The One Thing an Apologist Must Not Do
When we engage in apologetics the goal isn’t to show off our flashy intellectual prowess. As John Frame says:
It is important in apologetics to urge an inquirer toward a decision. That does not mean manipulating him or encouraging hypocrisy. It does mean, however, making clear to him the nature of faith. It means making clear that faith does not – indeed may not – wait on the resolution of all intellectual difficulties and that faith is expressed not only in intellectual or verbal fashion but also in all of life’s activities. If the inquirer is not ready to verbalize a confession of faith, he should nevertheless be encouraged (not discouraged, as in some circles) to seek after godliness and to make such a use of the means of grace as the church (under Scripture) will permit.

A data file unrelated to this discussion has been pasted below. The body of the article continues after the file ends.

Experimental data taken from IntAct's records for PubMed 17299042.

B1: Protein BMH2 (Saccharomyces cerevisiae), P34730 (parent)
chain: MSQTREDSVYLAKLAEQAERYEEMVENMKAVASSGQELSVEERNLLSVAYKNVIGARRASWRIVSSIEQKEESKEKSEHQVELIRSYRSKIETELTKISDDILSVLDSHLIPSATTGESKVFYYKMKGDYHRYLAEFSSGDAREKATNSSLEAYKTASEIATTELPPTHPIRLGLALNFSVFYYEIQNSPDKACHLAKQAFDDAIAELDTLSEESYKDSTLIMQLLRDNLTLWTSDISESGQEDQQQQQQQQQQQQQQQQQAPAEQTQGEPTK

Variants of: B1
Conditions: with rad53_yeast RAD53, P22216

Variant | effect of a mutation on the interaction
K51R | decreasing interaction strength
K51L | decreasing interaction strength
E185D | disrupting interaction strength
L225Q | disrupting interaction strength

-John M. Frame, Doctrine of the Knowledge of God, 357
The goal of tearing down strongholds and every lofty thought that resists the knowledge of God isn’t to show off our good we are at philosophical demolition. The goal is to lead someone to Christ, to behold his beauty, to taste the sweetness of the gospel of grace.